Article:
Distressed Debt’s Value Seekers
You need to understand how a company’s going to operate in the bankruptcy process and how that’s going to affect its ongoing operations. You’ve got to mesh many different disciplines into one. That’s our edge. We have the expertise to understand those different disciplines better than others.
—Marc Lasry, February 2011 interview
By December 2008, Lehman Brothers had filed for Chapter 11, pushing the financial system to the brink of collapse. Freddie Mac and Fannie Mae had been put into conservatorship, and, despite an $85 billion loan from the Federal Reserve, AIG faced the prospect of liquidation. TARP was passed into law, giving the Department of Treasury $700 billion to attempt to avert an even worse financial crisis, and yet there was considerable doubt that this would be sufficient. With the Dow Jones Industrial Average down more than 30 percent, Marc Lasry faced one of the toughest decisions of his career. Was this the right time to commit capital to new investments? Were asset valuations close to bottom, or would macro conditions deteriorate further?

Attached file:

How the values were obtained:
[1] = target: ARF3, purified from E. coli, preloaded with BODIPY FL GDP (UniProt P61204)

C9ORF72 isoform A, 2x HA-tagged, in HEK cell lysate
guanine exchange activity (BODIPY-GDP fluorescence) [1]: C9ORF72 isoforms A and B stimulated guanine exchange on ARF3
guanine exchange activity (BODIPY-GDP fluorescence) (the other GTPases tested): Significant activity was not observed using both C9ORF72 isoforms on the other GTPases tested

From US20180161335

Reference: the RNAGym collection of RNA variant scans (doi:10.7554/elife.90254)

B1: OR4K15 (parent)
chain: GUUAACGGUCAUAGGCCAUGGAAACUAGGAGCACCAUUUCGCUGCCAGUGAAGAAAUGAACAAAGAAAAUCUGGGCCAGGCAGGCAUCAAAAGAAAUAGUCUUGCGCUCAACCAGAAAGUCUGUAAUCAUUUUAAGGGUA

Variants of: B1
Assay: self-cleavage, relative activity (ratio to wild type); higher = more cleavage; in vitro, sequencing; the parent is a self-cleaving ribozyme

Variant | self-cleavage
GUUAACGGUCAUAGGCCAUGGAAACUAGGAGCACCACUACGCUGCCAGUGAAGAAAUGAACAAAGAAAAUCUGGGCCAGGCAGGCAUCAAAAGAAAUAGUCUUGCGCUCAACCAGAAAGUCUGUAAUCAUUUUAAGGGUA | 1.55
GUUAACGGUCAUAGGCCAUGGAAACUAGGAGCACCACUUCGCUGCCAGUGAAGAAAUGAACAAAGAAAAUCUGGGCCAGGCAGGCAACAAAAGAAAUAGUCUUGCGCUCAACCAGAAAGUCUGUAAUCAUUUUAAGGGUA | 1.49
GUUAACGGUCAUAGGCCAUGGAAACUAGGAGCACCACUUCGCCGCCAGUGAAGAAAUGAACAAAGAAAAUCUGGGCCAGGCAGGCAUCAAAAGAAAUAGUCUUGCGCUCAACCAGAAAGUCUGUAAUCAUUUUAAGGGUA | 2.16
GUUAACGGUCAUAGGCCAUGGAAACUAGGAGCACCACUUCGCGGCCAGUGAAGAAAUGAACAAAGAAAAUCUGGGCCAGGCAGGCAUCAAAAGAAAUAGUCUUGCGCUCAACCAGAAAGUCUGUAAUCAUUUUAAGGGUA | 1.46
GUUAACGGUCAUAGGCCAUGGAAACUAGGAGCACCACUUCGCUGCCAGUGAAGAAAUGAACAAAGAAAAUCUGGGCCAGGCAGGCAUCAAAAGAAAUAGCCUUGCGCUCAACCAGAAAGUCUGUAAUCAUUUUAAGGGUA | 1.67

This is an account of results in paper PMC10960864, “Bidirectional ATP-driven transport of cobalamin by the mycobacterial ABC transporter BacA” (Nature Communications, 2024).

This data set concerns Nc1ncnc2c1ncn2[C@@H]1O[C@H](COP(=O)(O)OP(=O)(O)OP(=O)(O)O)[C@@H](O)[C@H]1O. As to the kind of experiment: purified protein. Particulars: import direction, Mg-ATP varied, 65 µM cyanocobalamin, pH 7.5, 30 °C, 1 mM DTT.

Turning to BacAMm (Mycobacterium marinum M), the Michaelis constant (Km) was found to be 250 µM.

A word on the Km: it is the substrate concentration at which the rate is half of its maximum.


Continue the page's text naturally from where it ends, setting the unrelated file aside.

For Lasry, chairman and CEO of Avenue Capital Group, one of the pioneering investors in distressed assets, it was a pivotal moment. Avenue focuses on undervalued opportunities investing in public and private bonds, bank debt, post–reorganization equities, trade claims, and other securities of companies under financial distress, but if ...